Tuesday, April 18, 2017

Kendall Jenner's Pepsi Ad: The gift that keeps on giving

Pepsi's "Jump In" ad featuring Kendall Jenner was launched on April 4 and, as I'm sure we all saw, responded to with a hurricane of criticism and was almost universally claimed to be a trivial parody of civil-rights activism in America.  An attempt to ride a wave of populism gone terribly bad.  Pepsi caved to pressure and the commercial was pulled within 24 hours.  But as the days go on, the memes refuse to die.

Forbes, CNN, Fox and countless other outlets pounced on Pepsi, exclaiming poor taste, inauthenticity, cheap marketing, the dangers of going viral... but other media outlets, as reputable as The Atlantic and the Washington Post heralded the failure as a tremendous success.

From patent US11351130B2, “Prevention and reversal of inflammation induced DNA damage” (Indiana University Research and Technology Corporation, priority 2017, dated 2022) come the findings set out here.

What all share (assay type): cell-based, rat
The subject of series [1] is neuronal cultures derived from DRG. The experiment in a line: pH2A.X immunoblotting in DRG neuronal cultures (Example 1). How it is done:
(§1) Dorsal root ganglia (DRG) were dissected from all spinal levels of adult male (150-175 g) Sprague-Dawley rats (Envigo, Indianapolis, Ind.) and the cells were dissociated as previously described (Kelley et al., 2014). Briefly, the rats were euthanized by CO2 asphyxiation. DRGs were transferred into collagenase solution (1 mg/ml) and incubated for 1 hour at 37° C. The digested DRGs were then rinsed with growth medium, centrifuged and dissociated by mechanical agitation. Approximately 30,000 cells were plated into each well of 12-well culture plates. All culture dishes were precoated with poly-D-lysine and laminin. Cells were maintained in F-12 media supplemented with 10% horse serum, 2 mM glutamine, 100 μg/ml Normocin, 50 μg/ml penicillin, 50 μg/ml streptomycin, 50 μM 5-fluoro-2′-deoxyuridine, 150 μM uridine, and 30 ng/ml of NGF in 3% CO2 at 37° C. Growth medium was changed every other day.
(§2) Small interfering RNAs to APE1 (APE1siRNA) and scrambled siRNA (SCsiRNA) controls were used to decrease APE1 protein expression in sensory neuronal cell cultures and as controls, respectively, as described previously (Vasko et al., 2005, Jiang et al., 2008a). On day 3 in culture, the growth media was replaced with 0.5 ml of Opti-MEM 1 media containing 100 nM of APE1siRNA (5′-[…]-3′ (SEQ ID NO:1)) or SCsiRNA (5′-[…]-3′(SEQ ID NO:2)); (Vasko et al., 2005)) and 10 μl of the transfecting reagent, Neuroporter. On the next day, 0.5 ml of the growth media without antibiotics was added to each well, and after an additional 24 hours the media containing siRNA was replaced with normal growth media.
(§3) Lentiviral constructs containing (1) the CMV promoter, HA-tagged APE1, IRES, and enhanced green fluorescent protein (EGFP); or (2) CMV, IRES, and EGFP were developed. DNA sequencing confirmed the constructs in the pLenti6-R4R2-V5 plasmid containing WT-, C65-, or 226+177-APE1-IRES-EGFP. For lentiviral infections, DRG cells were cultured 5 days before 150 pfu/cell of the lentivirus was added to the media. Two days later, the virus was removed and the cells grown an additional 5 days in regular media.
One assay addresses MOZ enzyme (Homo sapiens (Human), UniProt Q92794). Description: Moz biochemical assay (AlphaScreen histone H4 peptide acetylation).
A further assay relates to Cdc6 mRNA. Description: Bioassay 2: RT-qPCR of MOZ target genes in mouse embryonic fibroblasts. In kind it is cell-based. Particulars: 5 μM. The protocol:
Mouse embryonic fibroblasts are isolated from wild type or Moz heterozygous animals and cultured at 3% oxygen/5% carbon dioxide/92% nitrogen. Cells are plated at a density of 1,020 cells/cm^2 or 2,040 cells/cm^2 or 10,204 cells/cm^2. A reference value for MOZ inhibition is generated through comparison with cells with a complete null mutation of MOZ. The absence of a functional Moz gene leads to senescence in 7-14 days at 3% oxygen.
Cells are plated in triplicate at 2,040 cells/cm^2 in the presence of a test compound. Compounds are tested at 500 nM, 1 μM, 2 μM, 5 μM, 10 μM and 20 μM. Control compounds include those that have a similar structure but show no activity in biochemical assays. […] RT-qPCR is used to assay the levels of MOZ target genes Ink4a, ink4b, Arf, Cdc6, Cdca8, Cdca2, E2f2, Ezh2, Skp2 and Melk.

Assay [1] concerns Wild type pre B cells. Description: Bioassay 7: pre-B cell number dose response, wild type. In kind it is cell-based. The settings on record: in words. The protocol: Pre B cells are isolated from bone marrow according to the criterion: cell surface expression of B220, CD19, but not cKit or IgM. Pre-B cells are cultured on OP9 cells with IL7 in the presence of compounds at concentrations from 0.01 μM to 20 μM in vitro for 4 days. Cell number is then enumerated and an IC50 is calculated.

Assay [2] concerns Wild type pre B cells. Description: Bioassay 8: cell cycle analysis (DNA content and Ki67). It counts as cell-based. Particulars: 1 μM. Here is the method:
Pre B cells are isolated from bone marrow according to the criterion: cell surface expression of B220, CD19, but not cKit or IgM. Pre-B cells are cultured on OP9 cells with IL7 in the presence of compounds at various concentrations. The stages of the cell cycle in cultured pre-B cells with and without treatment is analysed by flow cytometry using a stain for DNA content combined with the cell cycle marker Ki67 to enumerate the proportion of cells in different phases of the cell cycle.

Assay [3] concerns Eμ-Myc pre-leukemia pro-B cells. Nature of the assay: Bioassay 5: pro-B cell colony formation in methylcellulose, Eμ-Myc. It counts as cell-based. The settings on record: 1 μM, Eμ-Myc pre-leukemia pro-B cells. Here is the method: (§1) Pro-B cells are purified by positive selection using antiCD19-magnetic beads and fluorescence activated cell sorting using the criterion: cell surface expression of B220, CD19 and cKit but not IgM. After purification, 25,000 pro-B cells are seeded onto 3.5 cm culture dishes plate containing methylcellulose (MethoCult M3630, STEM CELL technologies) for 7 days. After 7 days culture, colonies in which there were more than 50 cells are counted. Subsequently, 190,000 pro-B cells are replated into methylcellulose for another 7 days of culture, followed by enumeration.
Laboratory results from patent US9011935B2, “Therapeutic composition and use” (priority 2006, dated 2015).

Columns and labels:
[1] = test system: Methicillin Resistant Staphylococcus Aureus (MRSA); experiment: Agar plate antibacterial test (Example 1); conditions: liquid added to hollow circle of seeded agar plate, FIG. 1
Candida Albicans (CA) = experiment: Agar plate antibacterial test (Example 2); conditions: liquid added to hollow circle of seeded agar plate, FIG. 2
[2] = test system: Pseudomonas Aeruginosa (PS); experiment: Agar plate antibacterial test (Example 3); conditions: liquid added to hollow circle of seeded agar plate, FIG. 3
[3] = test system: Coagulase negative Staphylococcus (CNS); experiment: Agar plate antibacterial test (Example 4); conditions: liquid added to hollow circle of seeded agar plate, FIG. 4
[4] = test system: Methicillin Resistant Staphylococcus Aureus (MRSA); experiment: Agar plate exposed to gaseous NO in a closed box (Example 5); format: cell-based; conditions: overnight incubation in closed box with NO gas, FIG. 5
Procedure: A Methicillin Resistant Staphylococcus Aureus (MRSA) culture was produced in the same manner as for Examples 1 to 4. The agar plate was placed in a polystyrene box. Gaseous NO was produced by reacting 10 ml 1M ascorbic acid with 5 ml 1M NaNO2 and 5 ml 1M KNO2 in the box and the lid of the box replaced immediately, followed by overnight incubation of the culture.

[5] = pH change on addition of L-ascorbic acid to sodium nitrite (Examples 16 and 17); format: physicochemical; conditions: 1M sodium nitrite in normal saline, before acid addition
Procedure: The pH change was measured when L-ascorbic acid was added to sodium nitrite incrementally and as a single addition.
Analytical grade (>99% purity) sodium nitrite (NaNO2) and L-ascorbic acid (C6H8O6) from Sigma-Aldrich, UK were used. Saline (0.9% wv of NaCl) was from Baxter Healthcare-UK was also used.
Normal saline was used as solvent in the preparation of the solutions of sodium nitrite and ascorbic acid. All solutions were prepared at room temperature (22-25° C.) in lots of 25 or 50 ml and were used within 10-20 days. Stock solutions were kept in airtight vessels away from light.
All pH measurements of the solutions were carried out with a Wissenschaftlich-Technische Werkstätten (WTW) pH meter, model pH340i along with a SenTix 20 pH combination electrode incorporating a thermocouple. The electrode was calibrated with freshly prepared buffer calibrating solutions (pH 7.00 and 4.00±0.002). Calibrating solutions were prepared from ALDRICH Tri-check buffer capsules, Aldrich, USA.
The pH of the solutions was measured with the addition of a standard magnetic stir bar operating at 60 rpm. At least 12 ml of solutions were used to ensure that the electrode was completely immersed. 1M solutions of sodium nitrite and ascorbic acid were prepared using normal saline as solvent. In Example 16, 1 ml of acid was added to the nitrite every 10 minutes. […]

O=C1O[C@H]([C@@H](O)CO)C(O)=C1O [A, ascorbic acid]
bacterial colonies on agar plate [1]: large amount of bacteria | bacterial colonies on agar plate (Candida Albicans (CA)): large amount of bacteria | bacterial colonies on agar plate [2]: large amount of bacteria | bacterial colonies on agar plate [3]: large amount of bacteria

As The Atlantic put it, "every feature of the ad benefits the company -- even the act of pulling it from the airwaves."  The article argues that the ad was a demonstration of Pepsi branding instead of social justice, and that consumer capitalism may speak louder than social realism.  This would explain why so many people felt provoked by the ad and felt so strongly that they needed to respond in memes... many, many, many memes.  In the end, Pepsi got what they wanted, which is an enormous amount of attention... after all, no attention is bad attention right?

I genuinely hope someone reveals Pepsi sales statistics from April, May and June.  Was there an uptick in sales? Does it matter?

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